The definition of fitness in genetics is to reproduce successfully. I have no genetic fitness. I did once: my genetic material was carried by my sister’s daughter, my godchild and niece, Irene, whom I raised and let down. She committed suicide at the age of 35. She was a psychiatrist who knew pharmacology well and a determined individual who said that if she were to kill herself, she would do it so that no one would know. And so she did.
        As a young woman, I seemed to want to get pregnant pretty badly. I had many boyfriends and did not use birth control. Mentally ill and quite alcoholic, I had three abortions, two by a kind brilliant father and one by either of two men, a pockmarked writer or a mediocre bassist. It never occurred to me to tell the kind brilliant father, with whom I had a long-term relationship, about the pregnancies; my mother said he would not want to know and I accepted that. It turned out she was right.
    I had a complete nervous breakdown at the time of my third abortion, with a vivid hallucination of a brown, curly-headed fetus, the subject of my poem “Abortion Hallucination”:

Abortion Hallucination

A vision of a snake with glowing red eyes
formed by the light of garbage trucks and screeching new cars
driven by men who had once bought me dinner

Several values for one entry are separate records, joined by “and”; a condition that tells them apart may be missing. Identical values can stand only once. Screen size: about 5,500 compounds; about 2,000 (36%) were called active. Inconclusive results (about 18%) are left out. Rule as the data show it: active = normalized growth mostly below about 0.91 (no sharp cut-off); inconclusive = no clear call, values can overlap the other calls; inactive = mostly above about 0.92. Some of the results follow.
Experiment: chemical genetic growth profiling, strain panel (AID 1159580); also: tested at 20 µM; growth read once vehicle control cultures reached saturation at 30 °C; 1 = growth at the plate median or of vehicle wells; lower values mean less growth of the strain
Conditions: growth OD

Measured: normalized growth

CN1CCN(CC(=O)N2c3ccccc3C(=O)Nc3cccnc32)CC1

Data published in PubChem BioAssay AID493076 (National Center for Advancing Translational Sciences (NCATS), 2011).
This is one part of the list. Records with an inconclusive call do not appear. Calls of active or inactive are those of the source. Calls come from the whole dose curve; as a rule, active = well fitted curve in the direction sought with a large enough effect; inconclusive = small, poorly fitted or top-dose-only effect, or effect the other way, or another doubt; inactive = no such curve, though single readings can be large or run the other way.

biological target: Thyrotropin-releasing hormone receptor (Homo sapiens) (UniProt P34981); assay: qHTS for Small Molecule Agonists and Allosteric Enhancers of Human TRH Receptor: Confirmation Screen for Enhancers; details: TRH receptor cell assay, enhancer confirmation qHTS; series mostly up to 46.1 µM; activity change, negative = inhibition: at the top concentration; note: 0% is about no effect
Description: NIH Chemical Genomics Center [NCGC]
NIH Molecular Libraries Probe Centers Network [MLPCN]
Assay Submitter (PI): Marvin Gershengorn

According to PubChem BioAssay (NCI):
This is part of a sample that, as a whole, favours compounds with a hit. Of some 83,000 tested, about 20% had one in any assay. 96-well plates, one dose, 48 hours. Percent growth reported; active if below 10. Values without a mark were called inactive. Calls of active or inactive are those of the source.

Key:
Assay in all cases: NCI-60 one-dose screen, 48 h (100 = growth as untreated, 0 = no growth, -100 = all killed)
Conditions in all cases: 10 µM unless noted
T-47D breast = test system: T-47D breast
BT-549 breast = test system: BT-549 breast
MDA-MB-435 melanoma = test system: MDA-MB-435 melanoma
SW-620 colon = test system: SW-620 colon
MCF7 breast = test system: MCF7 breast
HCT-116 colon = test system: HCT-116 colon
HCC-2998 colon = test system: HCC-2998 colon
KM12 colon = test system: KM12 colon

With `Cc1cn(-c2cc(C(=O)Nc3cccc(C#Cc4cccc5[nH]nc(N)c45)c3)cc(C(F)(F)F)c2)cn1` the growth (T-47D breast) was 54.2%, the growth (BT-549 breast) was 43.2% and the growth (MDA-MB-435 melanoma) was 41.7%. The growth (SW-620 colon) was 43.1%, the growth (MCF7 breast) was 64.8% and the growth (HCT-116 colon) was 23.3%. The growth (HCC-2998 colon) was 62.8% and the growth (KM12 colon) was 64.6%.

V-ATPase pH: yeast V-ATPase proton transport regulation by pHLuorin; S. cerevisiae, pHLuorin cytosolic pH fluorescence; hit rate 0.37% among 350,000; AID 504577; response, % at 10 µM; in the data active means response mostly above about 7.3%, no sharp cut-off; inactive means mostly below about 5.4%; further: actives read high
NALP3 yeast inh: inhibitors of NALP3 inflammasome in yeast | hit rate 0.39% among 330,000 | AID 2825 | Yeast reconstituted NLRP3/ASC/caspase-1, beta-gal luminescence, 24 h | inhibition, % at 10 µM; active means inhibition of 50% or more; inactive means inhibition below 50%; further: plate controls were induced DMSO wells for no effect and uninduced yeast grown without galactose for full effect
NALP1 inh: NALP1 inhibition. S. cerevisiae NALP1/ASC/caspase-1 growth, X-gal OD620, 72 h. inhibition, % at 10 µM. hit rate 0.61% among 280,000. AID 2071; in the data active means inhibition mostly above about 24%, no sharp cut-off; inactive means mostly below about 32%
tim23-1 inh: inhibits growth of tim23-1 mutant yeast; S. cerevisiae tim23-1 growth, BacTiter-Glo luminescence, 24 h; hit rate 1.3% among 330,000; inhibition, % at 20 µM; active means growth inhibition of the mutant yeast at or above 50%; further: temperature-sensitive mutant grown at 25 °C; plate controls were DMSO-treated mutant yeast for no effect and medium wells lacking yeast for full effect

then hated me when I didn’t want to fuck them twice.

Carlight passing late at night on a street of an ugly
precinct lying deceiving the unwary who think it leads home

It is late so dark it is almost light that time of night when
the light hits the metal and the glass of summer windows left ajar
make me want something someone I don’t know who

The metal gate to the yard refracts this message via Queens boys who
drive too fast too late at night refracts this message to the window where
I watch from the couch

In the corner of the basement where my father used to lie I

Watch, interested, as the snake
grows larger and more menacing I am
taken slightly aback but remember him remember that I like
handling snakes and smile
and as always he softens grows smaller
becomes a hippopotamus I have won again I have stared him down
made him warm
and the Nile gives up its life to me
animals carnivorous and calm come home to me
two by two

I watch for the longest time
until the largest fills the window with his face
black as light
Agnus Dei

for this man’s baby for this man’s baby for this man’s baby